In 1960s Mississippi, Southern society girl Skeeter returns from college with dreams of being a writer. She turns her small town on its ear by choosing to interview the black women who have spent their lives taking care of prominent white families. Only Aibileen, the housekeeper of Skeeter’s best friend, will talk at first. But as the pair continue the collaboration, more women decide to come forward, and as it turns out, they have quite a lot to say.
For those of you who took a peek at my profile, you’ll know that my favorite book at the moment is The Help. The book is written in sections, from the first person POV of the three main characters; Aibileen, Minny, and Skeeter.
Aibileen Clark is the quiet maid to the Leefolt’s, who include Elizabeth, Raleigh, and Mae Mobley. Aibileen has spent most of her life as a maid, quitting school at a young age to help pay bills for her family. In every home she’s worked in, she unashamedly admits what her favorite task is; “taking care of white babies”. Aibileen spends her days in the Leefolt residence cooking, cleaning ironing, and taking care of Mae Mobley. When Aibileen is not at work, she spends her time at church. The people of her church consider her to be special to God, because everyone knows that if she puts you on her prayer list, you’ll definitely be helped.
So this is basically just the summary of Aibileen, but my personal opinion of her is that she’s one of the most amazing women ever. Though the books characterizes her as being quiet somewhat meek, I got the impression the she is brave and carries and unassuming strength. While many people are outwardly protesting for civil rights, Aibileen commits acts that many do not know about. Besides the obvious helping Skeeter, she lays the foundations to make Mae Mobley colorblind, and quietly challenges Skeeter’s perception of black women, carrying herself with quiet dignity. In a society where people believe her to be unintelligent, she holds her own in a conversation with her insight and experience.
Minny Jackson is the former maid of Hilly Holbrook, and the current maid of Celia Rae Foote. She too started as a maid at a young age, and now works in Johnny and Celia Foote’s “McaMansion”. While she does cook and clean, she’s well known as Jackson’s best cook. She’s formidable, holding her own against any woman, be she black or white. Minny is loud and outspoken, often leading to her being fired by her employers. Her home life is a stark contrast to her work life; she juggles five kids while trying not to provoke the ire of her abusive husband.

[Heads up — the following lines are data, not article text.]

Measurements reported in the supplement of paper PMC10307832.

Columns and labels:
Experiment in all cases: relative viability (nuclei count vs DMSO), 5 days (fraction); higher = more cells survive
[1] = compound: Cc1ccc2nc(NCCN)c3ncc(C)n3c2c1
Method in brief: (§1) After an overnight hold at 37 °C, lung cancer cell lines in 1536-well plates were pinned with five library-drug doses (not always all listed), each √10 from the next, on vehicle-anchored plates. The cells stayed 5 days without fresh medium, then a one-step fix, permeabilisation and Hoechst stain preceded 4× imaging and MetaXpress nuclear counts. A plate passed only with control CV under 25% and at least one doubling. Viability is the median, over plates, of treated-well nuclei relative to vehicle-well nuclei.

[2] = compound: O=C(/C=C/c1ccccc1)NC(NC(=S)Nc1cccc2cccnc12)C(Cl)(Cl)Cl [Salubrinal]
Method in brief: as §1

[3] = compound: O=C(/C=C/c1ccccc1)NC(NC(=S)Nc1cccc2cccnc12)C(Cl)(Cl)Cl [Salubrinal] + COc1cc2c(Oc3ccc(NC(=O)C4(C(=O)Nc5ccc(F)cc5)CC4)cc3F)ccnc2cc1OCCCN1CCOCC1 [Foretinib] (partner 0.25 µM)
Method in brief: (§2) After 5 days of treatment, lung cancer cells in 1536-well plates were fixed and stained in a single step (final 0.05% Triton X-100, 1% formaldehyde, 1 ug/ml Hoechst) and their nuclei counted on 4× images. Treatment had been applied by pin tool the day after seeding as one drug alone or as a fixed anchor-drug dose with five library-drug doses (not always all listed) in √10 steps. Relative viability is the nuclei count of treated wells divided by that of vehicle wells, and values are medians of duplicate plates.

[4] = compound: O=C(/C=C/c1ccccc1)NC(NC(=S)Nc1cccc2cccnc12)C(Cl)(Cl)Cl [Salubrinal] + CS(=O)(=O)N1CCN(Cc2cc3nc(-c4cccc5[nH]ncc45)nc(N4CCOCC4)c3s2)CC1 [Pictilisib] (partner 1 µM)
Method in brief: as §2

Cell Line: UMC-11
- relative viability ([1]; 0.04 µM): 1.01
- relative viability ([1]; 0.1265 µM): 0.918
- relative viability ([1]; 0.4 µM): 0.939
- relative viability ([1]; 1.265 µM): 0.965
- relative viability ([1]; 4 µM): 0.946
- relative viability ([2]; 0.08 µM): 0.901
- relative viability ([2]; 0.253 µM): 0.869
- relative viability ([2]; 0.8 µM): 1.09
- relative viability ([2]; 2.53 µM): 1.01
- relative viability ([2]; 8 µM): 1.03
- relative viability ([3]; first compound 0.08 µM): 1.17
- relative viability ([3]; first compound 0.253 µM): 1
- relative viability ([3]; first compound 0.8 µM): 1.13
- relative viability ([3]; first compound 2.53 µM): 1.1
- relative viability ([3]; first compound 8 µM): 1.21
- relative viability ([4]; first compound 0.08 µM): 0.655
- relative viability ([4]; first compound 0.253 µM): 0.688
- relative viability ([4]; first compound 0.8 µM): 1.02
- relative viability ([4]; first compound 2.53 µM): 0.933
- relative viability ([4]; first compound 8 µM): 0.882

The best description of Minny can be summed up as “every Southern white woman’s nightmare”. Like I said earlier, Minny doesn’t know how to hold her tongue, telling people exactly what is on her mind. I honestly feel that her mouth could be considered it’s own character. To me, Minny is who I wish I could be, telling people what I think consequences be damned (but I can’t because you know life. sigh). However, I think that sometimes she does fall into a stereotype of the “angry black woman”. While I don’t think it was Stockett’s intention, but readers could misconstrue Minny frequent jumps to anger. But, for the most part I understand her anger, and I love her methods for settling the score even better. Word to the wise DO NOT eat anything during chapter 26.
Eugenia “Skeeter” Phelan is the aspiring writer who comes from a family that employs maid. While the other two main characters have faced outward adversity, Skeeter’s struggles are not easily identifiable, but no less relevant. Despite being 23, she is a southern girl anomaly; she’s not conventionally pretty, she has a trust fund and a college degree, all her friends are married with children, while she is seeking a job. And worst of all to her mother, she DOESN’T see a problem with her life. Skeeter originally doesn’t start her book as a way for change, shes sees the maids as a means to end, for her to get a better job. But, as she hears more of their stories, she starts to realize her own prejudices and change who she is.
In my opinion, I think Skeeter is a character all women can relate to; even though we have a place “to belong to” we still struggle with fitting in. And when we try to become a person that we want ourselves to be, we lose our friends. To say Skeeter loses her friends is an understatement; Hilly kicks her out of the Junior League for noncompliance, she is uninvited by Elizabeth to bridge club, and the rest of her friends turn their backs on her because they’re unthinking, just plain stupid Stepford Wives. Sorry, I couldn’t resist. As the novel progresses, Skeeter leans to accept these changes, as well as make the best of them.
The help features a plethora of other characters, sometimes to the point where it feels like there are too many. But, Stockett keeps a tight reign over them, giving most of them their own stories and narratives. Whether it be just plain horrible Hilly or the sweetheart Lou Anne, they are each developed.
Did Hilly Holbrook ever decide to become a better person?
Did Stuart wise up and see that he had a great thing going with Skeeter?
Does Elizabeth ever realize her mistakes as a parent, or that it is a “bestselling problem”?
Is their a fallout to the book, or does “Two Slice” keep her mouth shut?
This is my analysis of the help, as observed from the characters Aibileen, Minny,and Skeeter. To me, it is a must read for all ages, both women and men. So head over to B&N, Amazon,or a used bookstore to order your copy.
Snack Break! This book is best enjoyed with coffee and pie! In my opinion, stick to the fruit pies.